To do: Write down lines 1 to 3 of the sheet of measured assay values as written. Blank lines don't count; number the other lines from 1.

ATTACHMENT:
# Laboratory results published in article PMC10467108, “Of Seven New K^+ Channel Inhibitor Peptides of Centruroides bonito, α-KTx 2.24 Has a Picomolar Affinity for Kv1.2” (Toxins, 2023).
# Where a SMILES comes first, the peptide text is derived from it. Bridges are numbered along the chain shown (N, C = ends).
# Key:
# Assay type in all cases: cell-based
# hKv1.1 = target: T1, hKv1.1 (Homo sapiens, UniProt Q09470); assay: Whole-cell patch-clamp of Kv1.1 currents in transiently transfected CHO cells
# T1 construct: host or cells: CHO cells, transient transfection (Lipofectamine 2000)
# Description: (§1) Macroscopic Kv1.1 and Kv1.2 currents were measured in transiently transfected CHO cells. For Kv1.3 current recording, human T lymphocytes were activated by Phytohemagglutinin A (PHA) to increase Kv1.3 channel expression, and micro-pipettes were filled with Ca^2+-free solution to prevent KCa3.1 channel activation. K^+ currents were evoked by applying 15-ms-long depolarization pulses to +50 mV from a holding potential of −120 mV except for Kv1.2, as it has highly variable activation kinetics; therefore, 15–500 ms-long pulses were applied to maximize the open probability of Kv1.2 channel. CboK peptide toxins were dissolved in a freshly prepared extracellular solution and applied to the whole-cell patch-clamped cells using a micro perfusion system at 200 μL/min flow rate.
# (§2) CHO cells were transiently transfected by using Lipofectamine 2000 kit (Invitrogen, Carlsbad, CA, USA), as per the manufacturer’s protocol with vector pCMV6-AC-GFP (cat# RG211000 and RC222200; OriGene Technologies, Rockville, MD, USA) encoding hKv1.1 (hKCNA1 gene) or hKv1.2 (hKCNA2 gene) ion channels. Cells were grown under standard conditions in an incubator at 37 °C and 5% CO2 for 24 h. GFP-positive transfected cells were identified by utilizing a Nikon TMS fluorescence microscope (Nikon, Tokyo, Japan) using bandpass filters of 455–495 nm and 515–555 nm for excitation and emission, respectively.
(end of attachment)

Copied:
# Laboratory results published in article PMC10467108, “Of Seven New K^+ Channel Inhibitor Peptides of Centruroides bonito, α-KTx 2.24 Has a Picomolar Affinity for Kv1.2” (Toxins, 2023).
# Where a SMILES comes first, the peptide text is derived from it. Bridges are numbered along the chain shown (N, C = ends).
# Key: